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The Thing

Michael Wood: Versions of Proust, 6 January 2005

In Search of Lost Time: Vol. I: The Way by Swann’s 
by Marcel Proust, edited by Christopher Prendergast, translated by Lydia Davis.
Penguin, 496 pp., £8.99, October 2003, 0 14 118031 5
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In Search of Lost Time: Vol.II: In the Shadow of Young Girls in Flower 
by Marcel Proust, edited by Christopher Prendergast, translated by James Grieve.
Penguin, 576 pp., £8.99, October 2003, 0 14 118032 3
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In Search of Lost Time: Vol. III: The Guermantes Way 
by Marcel Proust, edited by Christopher Prendergast, translated by Mark Treharne.
Penguin, 640 pp., £8.99, October 2003, 0 14 118033 1
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In Search of Lost Time: Vol. IV: Sodom and Gomorrah 
by Marcel Proust, edited by Christopher Prendergast, translated by John Sturrock.
Penguin, 576 pp., £8.99, October 2003, 9780141180342
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In Search of Lost Time: Vol. V: ‘The Prisoner’ and ‘The Fugitive’ 
by Marcel Proust, edited by Christopher Prendergast, translated by Carol Clark and Peter Collier.
Penguin, 720 pp., £8.99, October 2003, 0 14 118035 8
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In Search of Lost Time: Vol. VI: Finding Time Again 
by Marcel Proust, edited by Christopher Prendergast, translated by Ian Patterson.
Penguin, 400 pp., £8.99, October 2003, 0 14 118036 6
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The Proust Project 
edited by André Aciman.
Farrar, Straus, 224 pp., $25, November 2004, 0 374 23832 4
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... or flat, but the third one, in context, refers to things a woman may have at home or be wearing. James Grieve’s ‘on or about a faithful wife’ seems both brave and helpless. To take a more powerful and significant example, how to translate ‘comme la souffrance va plus loin en psychologie que la psychologie,’ the brilliant second sentence of The ...

The Fug o’Fame

David Goldie: Hugh MacDiarmid’s letters, 6 June 2002

New Selected Letters 
by Hugh MacDiarmid, edited by Dorian Grieve.
Carcanet, 572 pp., £39.95, August 2001, 1 85754 273 8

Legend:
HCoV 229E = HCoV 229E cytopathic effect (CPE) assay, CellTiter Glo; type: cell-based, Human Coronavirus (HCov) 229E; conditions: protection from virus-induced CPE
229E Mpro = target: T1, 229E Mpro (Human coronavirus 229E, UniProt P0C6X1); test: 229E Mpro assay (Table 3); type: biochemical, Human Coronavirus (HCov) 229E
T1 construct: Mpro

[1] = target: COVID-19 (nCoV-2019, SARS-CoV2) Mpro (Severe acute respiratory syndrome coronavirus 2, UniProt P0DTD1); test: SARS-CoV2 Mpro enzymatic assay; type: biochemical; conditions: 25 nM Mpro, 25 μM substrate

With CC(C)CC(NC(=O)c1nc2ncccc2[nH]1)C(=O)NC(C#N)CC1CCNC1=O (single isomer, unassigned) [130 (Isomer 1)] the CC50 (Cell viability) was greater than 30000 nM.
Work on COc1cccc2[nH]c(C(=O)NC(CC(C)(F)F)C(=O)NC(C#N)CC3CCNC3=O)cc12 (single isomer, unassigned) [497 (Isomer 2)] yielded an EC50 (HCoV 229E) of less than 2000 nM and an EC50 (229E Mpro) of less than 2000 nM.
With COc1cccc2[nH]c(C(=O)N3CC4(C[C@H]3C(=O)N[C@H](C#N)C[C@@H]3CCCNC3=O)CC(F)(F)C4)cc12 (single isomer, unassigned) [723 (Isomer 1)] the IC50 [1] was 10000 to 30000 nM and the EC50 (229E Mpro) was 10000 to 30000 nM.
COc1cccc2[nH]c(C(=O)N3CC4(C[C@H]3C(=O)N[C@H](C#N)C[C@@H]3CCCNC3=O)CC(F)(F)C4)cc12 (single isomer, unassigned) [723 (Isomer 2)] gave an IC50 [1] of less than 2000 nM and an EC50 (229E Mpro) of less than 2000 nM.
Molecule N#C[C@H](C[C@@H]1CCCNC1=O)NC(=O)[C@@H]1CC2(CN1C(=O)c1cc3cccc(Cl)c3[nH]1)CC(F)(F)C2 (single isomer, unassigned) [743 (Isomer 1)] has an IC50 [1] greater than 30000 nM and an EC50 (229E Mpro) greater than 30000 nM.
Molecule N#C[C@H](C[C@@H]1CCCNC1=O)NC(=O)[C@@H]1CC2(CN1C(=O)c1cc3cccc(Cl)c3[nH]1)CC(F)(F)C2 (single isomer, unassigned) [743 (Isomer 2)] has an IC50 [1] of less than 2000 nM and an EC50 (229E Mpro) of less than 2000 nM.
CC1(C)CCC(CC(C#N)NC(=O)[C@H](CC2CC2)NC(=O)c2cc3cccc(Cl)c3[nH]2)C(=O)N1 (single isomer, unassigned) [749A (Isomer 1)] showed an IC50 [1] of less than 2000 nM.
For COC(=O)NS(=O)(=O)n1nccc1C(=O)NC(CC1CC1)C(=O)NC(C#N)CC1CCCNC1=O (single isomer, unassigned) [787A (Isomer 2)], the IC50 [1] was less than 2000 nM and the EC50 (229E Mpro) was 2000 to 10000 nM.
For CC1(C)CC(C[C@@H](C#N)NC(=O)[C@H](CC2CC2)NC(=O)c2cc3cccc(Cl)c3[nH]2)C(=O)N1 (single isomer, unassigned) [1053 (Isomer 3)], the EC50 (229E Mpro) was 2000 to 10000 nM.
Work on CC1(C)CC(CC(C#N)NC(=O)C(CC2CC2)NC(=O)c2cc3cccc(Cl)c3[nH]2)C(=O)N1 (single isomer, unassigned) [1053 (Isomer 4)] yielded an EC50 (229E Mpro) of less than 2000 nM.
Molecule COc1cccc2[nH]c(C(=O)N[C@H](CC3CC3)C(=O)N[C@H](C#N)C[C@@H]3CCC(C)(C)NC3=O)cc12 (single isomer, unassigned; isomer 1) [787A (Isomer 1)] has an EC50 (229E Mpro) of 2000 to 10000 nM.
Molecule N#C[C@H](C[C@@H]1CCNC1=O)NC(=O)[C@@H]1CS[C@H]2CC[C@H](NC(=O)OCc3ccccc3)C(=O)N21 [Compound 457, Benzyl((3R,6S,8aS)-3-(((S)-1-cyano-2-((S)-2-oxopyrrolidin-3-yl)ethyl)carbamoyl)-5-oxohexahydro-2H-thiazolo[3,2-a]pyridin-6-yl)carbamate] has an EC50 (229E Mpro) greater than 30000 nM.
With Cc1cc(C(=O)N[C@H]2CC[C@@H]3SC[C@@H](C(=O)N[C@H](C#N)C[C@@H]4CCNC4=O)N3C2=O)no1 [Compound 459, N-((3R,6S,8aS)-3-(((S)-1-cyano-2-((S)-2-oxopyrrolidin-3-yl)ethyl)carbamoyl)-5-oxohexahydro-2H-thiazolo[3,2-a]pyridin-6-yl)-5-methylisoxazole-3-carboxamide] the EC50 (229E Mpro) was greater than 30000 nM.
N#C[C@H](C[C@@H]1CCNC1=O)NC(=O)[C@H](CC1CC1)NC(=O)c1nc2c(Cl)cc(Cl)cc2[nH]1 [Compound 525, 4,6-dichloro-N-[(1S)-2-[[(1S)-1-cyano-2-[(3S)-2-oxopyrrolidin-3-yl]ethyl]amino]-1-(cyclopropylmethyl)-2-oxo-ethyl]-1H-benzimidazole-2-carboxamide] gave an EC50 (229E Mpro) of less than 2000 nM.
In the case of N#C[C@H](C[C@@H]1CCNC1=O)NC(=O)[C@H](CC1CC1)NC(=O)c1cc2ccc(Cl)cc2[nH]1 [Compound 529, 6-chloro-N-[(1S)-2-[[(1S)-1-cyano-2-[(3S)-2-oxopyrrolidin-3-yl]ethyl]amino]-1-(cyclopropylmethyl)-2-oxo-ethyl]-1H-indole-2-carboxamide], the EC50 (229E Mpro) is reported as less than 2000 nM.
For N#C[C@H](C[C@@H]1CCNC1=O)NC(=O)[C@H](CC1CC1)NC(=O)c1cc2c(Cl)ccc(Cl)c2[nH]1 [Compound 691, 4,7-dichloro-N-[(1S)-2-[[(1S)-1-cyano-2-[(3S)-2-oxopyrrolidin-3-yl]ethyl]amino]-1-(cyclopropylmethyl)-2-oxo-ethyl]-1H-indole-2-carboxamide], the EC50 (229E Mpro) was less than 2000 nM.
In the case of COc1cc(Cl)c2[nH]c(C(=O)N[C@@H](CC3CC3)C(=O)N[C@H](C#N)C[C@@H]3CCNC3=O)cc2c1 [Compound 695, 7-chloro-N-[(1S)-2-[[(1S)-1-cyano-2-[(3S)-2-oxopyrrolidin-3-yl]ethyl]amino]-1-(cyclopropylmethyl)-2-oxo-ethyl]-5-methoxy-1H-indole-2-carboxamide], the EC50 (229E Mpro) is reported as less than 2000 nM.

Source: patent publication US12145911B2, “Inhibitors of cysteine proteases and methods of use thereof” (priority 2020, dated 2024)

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... 20th century, a poetically-minded young man from the Scottish borders called Christopher Murray Grieve walked to Ecclefechan, the birthplace of Thomas Carlyle. It wasn’t a long way, but his trek was a gesture of hero-worship to one of the greatest Scotsmen and largest egos of the previous century. He toured Carlyle’s house and, as some visitors ...

MacDiarmid and his Maker

Robert Crawford, 10 November 1988

MacDiarmid 
by Alan Bold.
Murray, 482 pp., £17.95, September 1988, 0 7195 4585 4
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A Drunk Man looks at the Thistle 
by Hugh MacDiarmid, edited by Kenneth Buthlay.
Scottish Academic Press, 203 pp., £12.50, February 1988, 0 7073 0425 3
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The Hugh MacDiarmid-George Ogilvie Letters 
edited by Catherine Kerrigan.
Aberdeen University Press, 156 pp., £24.90, August 1988, 0 08 036409 8
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Hugh MacDiarmid and the Russian 
by Peter McCarey.
Scottish Academic Press, 225 pp., £12.50, March 1988, 0 7073 0526 8
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... Before 1922 Hugh MacDiarmid did not exist. And only Christopher Murray Grieve would have dared to invent him. Alan Bold’s valuable biography points out that when the 30-year-old Grieve began to write in the Scottish Chapbook under the pseudonym ‘M’Diarmid’, he was already editing the magazine under his own name, reviewing for it as ‘Martin Gillespie’, and employing himself as its Advertising Manager (and occasional contributor), ‘A ...

Grieve not, but try again

N.A.M. Rodger: Submarines, 22 September 2016